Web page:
Canadian Currency Weakens as U.S. Growth Fuels Fed SpeculationAri Altstedter
Canada’s dollar fell after data showed the economy of the U.S., the nation’s biggest trade partner, grew more than forecast, bolstering bets the Federal Reserve will slow monetary stimulus sooner than predicted.
The currency erased earlier gains after the European Central Bank unexpectedly cut interest rates to a record low to head off the threat of deflation. Losses were tempered before a report tomorrow forecast to show Canada added jobs in October for a third straight month. The U.S. dollar gained versus most major peers after America’s gross domestic product expanded at the fastest pace in a year. Commodities and stocks fell.
“Every time there’s good news, the market thinks, ’Oh no, there’s not going to be as much cheap money,’” Jane Foley, senior currency strategist at Rabobank International, said by phone from London. “The market associates the loonie with commodity prices, and cheap money underpins speculative demand, risk appetite. Better demand for commodities is associated with that, and the Canadian dollar can be associated with that.”
The loonie, as the Canadian dollar is nicknamed for the image of the waterfowl on the C$1 coin, depreciated 0.4 percent to C$1.0462 per U.S. dollar at 5 p.m. in Toronto. It advanced 0.1 percent earlier. One Canadian dollar buys 95.58 U.S. cents.
The benchmark 10-year government bond rose, pushing yields down two basis points, or 0.02 percentage point, to 2.52 percent. The price of the 1.5 percent security maturing in June 2023 added 15 cents to C$91.43.
The Bank of Canada said it will auction C$1.4 billion ($1.3 billion) of bonds on Nov. 13. The 3.5 percent government securities mature in December 2045.
Trading surged today in over-the-counter foreign-exchange options on the U.S.-Canada-dollar exchange rate. It totaled $4 billion, or 8 percent of trades, according to data reported by U.S. banks to the Depository Trust Clearing Corp. and tracked by Bloomberg. That was 375 percent more than the average for the past five Thursdays at a similar time in the day.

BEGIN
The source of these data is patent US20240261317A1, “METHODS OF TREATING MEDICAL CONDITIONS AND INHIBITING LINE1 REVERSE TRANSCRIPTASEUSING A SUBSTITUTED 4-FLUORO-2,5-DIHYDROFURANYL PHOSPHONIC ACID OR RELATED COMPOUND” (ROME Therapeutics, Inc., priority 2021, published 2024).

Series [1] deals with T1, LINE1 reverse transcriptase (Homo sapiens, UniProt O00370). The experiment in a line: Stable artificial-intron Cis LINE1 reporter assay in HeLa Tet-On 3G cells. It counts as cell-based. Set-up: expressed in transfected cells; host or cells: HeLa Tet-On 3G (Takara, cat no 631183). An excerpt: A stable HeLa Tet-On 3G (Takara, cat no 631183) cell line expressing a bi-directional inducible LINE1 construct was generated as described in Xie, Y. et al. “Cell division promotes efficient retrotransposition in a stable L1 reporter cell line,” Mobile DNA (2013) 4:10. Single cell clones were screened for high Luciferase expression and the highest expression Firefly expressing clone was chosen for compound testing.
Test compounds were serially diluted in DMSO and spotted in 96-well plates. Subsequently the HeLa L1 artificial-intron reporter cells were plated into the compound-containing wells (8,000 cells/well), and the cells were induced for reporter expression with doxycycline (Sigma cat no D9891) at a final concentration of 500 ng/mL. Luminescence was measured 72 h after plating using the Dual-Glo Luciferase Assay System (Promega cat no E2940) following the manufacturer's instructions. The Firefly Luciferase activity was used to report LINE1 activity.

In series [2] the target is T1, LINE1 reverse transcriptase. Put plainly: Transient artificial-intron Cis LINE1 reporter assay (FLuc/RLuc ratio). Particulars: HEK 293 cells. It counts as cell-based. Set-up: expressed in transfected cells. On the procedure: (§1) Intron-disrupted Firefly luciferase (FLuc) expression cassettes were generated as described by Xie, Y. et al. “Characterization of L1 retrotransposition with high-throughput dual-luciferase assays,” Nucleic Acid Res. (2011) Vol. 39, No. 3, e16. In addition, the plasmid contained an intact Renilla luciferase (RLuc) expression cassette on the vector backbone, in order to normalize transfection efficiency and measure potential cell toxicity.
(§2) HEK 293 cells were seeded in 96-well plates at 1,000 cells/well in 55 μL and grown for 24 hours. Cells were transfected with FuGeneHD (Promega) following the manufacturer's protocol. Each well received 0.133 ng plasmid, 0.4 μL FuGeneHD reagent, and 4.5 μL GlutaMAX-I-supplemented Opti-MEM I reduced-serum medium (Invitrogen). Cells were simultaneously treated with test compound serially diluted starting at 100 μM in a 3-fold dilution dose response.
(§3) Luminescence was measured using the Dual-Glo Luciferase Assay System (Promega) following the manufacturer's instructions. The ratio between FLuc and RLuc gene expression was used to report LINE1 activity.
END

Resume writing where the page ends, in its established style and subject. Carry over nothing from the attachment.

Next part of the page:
The cost to insure against declines in the Canadian dollar versus its U.S. peer rose to a three-week high. The three-month so-called 25-delta risk-reversal rate reached 1.32 percent, the highest level since Oct. 17. Risk reversals measure the premium on options contracts to sell Canadian dollars versus buying U.S. contracts that do the opposite.
Futures of crude oil, Canada’s largest export, dropped as much as 1.1 percent to $93.80 a barrel in New York, almost a four-month intraday low, and Standard & Poor’s GSCI Index of raw materials fell 0.8 percent. The S&P 500 Index of U.S. stocks slid 1.3 percent.
“You have commodities coming off today, stocks coming off today -- all else being equal, you’re going to have dollar-Canada higher,” said Adam Button, a currency analyst at forexlive.com, by phone from Montreal.
U.S. GDP rose at a 2.8 percent annualized rate in the third quarter after a 2.5 percent gain the prior three months, a Commerce Department report showed in Washington. Economists surveyed by Bloomberg projected a 2 percent advance.
“What you’ve seen is upward pressure on any U.S. dollar cross as the market has decided that betting against the buck might not be the wisest move,” Brad Schruder, director of foreign exchange at Bank of Montreal, said by telephone from Toronto. “That outperformance of the American economy has forced a reassessment of how the Federal Reserve will move ahead with their plans and their timing around tapering.”
The Fed buys $85 billion of bonds each month to push down long-term yields and spur growth, an effort that tends to fuel risk appetite while debasing the greenback. The central bank said Oct. 30 it would maintain the purchases as it awaited further evidence of economic progress. A Bloomberg survey last month forecast the Fed will begin showing purchases in March.
The loonie reversed an early advance after ECB policy makers meeting in Frankfurt reduced the main refinancing rate by a quarter-percentage point to 0.25 percent. The decision was predicted by three of 70 economists in a Bloomberg News survey. Central-bank President Mario Draghi warned the euro area risks a “prolonged period” of low inflation after it faded to 0.7 percent in October, the slowest in four years.
Canada’s currency fell 0.4 percent over the past week against nine developed-market currencies tracked by the Bloomberg Correlation-Weighted Index. The U.S. dollar was little changed.
The Canadian economy added 11,000 jobs in October after a gain of 11,900 the month before, according to the median estimate in a Bloomberg survey of 22 economists before a report tomorrow. Separate data will show work started on 190,800 new homes in Canada in October, from 193,600 new homes the months before, a Bloomberg survey forecast.
Employment growth in the U.S. slowed last month, a government report tomorrow is projected to show. American employers added 120,000 jobs, versus 148,000 in September, economists polled by Bloomberg estimated.